Giving Our Children Gifts for a Lifetime: Using Tough Situations as Teachable Moments
by Lisa C. Greene
A mom of a ten-year-old boy with cystic fibrosis (CF) shared her experience of how her son had been "interrogated," without permission, about his medical condition by two school psychologists. They wanted very detailed information including what kinds of medications he was taking, how much, and the specifics of his medical status.
Of course this loving mother was very upset and justifiably so. Who wouldn't be? After getting feedback from others within the CF community, she decided to go to the school administration and register a complaint. It's worth saying that this happened in another country, not America, so our laws here might protect our children from this sort of thing. But that's not the point of this writing.
As I ponder her story, it strikes me that she was lucky this happened. Yes, you read this right- lucky. She is lucky because now she can teach and model to her son how to:
1. Handle the situation well without being victimized by it.
2. Deal with conflict in a healthy manner.
3. Have an opportunity to experience together the challenges of life with CF that he will face out in the "real world" as an adult.
This story reminds me that as parents, it's the "little" experiences in life that add up to shape and mold who our children ultimately become. If this loving mother simply rants, raves, and complains to everyone who will listen, it is quite possible that she will raise a child who does the same. He will become a victim of his CF.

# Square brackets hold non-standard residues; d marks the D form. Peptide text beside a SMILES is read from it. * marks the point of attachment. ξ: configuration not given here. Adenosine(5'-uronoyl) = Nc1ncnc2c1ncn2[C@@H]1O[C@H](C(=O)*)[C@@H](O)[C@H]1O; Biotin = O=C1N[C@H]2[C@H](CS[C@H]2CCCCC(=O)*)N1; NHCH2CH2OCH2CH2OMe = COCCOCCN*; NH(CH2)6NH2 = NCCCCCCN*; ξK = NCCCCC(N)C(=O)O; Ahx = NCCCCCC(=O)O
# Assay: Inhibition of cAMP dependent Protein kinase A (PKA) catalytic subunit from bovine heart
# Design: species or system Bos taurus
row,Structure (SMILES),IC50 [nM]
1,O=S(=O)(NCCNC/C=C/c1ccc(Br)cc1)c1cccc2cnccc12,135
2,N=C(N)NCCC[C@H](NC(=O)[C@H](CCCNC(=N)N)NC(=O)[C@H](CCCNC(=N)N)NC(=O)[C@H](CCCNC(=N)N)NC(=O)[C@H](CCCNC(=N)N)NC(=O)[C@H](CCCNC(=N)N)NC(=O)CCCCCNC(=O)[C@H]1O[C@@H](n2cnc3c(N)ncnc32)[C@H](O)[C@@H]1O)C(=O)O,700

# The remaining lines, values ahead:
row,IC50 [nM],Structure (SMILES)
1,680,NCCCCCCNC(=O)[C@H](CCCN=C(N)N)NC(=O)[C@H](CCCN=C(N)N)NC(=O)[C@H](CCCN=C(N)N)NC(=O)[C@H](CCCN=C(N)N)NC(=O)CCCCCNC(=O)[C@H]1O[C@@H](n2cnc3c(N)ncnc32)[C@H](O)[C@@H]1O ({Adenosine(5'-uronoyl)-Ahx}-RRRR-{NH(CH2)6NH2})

If this mom goes into the school demanding "restitution" or threatening lawsuits, this child will begin to think he's entitled and will learn that being demanding and threatening is how to resolve problems (good luck to his future wife and children).
And if this mother goes to the school with a curious, open, assertive (not to be confused with aggressive), and collaborative attitude, then she will give her son great gifts: wisdom, the ability to work out problems with others, and a "can-do" attitude.
Here are some examples of some things she might consider saying during the meeting with the school administrators:
"I am sure you thought you had a good reason to interview my son about his medical condition and I'm curious about what that might be."
"Is there some reason that you chose not to speak with me about it first?"
"Are there any issues with my son here at school that led you to feel the need to get his detailed medical information?"
"In the future, I would like to know about such interviews before they occur. If you feel like you need to speak with my son privately, I am open to that as long as we discuss it first."
"I would like you to get my permission before you interview him in such a manner again."
"My son feels really uncomfortable about what happened. I'd like for us to have a discussion with him to process what happened."
Handling these types of moments is never easy but unfortunately, life is filled with them whether children have medical issues or not. Of course having special needs of any kind increases the number and intensity of these moments.
And in these moments- as a parent of two kids with CF myself- when I am tempted to over-react, it helps me to remember the influence I have on my children and it causes me to pause. As my children see how I handle such moments, then they will learn to handle these moments for themselves. And when I handle it well, I will be giving my children gifts that will last a lifetime.
Lisa C. Greene is the mother of two children with cystic fibrosis, an author and public speaker. She wrote the award-winning book “Parenting Children with Health Issues” with Foster Cline, MD and published by Love and Logic. For more information, see www.ParentingChildrenWithHealthIssues.com.
For more Tips for CF Parents, visit Lisa’s website at www.TipsForCFParents.com.